The Nikon D800 is a full-frame or FX body, and because it has a large sensor, like the Nikon D3S, it has excellent low-light capabilities. The look and feel is very similar to the D700.

If you use Canon equipment my good friend and Canon wildlife photographer, Irvine Eidelman, recommends either the Canon 50D (15.1 Megapixel) or Canon EOS 7D (18 Megapixel) as the best safari camera. Keep in mind that Irvine says that the 7D is a bit more complicated to use than the 50D.

Best Safari Camera for the Intermediate / Budget-Isn't-an-Issue or Pro Photographer

If budget is not important then the Nikon D300s (12.3 megapixels) or Nikon D3S (12.1 megapixels) would be my choice. The D3S has excellent low-light capability and the ISO can be pushed to 12800 with minimal noise!

The D7100 is not good quality for regular use - after just a few months we had a filthy focusing screen and the release mode dial lock button was jammed due to bumping the body on a vehicle. Neither of these things ever happened on our D3S, D300 or D800 bodies even after years of use. We are hoping that Nikon launches a D400 body to replace the D300 as the D7100 simply cannot compete. 

We don't want to have a camera manufacturer shootout here and in our opinion Nikon and Canon are both superb makes, but currently, for low noise, the Nikon D3S has the best image quality at high ISO settings.

With the various noise reduction software programs available low noise may not be important to you but we try to have minimum post processing of our images and there can be side-effects to noise reduction.

We use the D3s camera body in Etosha, the Kruger Park and Kgalagadi to get amazing photographs of nocturnal animals. The D300s has 1.5x crop factor while the D3s is an 'FX' or full-frame camera body.

The pixels on the FX sensors are larger than on the DX sensors so the image quality is a bit better because of the higher light sensitivity and dynamic range. I stress 'a bit' - I'm using both these bodies and I struggle to see a difference between daytime photographs taken with each camera.

For night photography, however, the difference is immense.

For Canon users the Canon 1D mark4 ( 16.1 megapixel with 1.3x crop) or the Canon 1Ds mark3 (21 megapixel full-frame sensor) would be the ultimate camera body to take on safari.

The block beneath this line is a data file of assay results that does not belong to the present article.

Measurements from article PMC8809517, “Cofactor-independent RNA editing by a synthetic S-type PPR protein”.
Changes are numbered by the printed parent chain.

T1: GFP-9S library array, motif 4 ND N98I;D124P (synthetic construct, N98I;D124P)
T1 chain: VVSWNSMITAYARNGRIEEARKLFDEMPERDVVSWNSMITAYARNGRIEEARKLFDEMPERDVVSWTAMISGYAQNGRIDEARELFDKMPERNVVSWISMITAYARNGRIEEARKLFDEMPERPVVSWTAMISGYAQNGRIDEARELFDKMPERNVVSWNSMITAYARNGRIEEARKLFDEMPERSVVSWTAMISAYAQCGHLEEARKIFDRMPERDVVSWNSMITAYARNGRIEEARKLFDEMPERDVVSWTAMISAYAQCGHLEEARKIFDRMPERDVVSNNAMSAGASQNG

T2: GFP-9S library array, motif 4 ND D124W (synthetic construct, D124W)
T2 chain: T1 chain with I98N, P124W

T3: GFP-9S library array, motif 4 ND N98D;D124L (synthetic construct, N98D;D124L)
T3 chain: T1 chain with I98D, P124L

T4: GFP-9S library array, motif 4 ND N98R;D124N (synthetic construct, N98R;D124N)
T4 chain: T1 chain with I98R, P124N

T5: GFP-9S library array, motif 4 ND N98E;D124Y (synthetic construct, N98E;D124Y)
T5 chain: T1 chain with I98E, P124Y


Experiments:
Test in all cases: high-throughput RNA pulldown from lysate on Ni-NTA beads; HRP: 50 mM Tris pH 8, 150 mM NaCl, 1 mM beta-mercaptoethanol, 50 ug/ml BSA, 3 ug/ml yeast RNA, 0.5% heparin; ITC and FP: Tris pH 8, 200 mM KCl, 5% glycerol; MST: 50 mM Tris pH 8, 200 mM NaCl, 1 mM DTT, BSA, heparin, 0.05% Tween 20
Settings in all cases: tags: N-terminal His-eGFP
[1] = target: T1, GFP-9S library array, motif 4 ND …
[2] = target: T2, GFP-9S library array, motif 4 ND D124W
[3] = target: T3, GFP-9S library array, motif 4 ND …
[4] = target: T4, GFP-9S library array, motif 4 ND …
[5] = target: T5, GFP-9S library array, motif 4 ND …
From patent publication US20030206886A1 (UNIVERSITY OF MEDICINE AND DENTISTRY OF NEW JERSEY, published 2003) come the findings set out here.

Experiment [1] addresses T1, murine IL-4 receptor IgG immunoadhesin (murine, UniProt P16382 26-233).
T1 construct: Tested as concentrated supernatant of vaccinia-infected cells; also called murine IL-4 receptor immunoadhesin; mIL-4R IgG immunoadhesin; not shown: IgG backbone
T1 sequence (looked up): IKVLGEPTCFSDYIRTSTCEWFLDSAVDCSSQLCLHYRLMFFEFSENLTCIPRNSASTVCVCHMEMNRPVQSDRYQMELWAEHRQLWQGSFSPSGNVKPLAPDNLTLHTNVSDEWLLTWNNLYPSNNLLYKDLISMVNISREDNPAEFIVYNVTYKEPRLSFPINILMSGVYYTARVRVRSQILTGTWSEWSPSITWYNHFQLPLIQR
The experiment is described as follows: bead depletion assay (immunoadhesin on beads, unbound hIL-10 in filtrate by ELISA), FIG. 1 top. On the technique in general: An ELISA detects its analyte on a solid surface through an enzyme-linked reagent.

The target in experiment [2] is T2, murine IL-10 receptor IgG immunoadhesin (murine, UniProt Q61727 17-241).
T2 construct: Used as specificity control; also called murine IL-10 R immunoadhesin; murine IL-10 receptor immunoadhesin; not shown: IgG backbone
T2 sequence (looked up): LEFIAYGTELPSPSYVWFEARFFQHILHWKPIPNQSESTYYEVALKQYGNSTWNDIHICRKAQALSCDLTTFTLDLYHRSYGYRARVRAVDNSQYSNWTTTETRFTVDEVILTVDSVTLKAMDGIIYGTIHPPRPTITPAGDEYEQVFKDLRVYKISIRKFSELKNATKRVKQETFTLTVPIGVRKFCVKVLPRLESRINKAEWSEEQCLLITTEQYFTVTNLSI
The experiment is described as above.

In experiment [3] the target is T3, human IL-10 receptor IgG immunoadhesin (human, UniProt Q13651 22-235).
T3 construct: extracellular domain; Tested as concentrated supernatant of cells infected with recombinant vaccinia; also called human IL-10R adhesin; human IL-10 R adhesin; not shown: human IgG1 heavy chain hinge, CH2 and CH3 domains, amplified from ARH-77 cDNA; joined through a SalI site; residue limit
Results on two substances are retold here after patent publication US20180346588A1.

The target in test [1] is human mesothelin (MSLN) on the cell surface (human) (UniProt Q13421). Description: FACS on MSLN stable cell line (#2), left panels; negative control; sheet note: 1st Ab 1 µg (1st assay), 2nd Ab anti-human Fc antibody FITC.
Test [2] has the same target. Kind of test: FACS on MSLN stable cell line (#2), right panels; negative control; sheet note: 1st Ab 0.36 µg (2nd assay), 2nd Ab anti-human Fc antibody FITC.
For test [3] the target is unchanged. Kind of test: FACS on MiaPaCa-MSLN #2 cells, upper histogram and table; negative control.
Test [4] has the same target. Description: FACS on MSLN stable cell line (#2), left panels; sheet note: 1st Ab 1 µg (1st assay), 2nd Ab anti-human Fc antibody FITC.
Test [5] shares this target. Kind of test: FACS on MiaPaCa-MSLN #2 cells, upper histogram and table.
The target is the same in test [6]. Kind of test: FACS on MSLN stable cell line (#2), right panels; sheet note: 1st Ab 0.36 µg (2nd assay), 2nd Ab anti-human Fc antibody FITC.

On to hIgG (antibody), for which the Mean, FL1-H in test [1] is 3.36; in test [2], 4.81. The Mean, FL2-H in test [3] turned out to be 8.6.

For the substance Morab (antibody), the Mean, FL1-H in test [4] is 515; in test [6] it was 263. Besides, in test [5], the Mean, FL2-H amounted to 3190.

Please keep in mind that sometimes less is more. Just because a camera has gazillions of pixels does not make it the 'best' body.

As an example, I enjoy nocturnal photography so a camera that can produce low noise under low light would be my number-1 choice, hence I have the Nikon D3s.

Having said that our suggestion for megapixels would be a minimum of ten megapixels. This will provide sufficient quality and allow for some cropping of the images.

If you want to enter your photographs into Wildlife Photography Competitions then you need to ensure you have a camera with enough megapixels. When we entered the Veolia Environnement Wildlife Photographer of the Year in 2008 the minimum pixel requirement was 6 megapixels. In the 2010 contest the minimum had increased to 10 megapixels!

Another criteria for your best safari camera may be weight and the Nikon D5000, D90, D7000 and D600 as well as the Canon 50D are smaller and lighter bodies so if you will be doing bush walks or walking around camps taking photographs these may be more appropriate options to the heavier pro bodies.

If you want to use these bodies for videos the D90 isn't great - we recommend the D7000 and D800 as they have a better HD video function with continuous autofocus. The video function on the D3s also has autofocus but it is not full HD.

We use Nikon photographic equipment hence our recommendations are for the Nikon models, of which there are eight different models.

So many models can be confusing! I had the Nikon F5 camera from 1997 to 2002 when it was the top of the range camera. (Even though the Nikon D1 was launched in 1999 most photographers stuck with their film cameras until digital technology became more widely accepted).

In recent years we have seen at least two new cameras being launched every year by Nikon and Canon! The following graphic shows the Nikon model lineup in terms of performance and price as at 2010...

compared to the model lineup as at November 2012...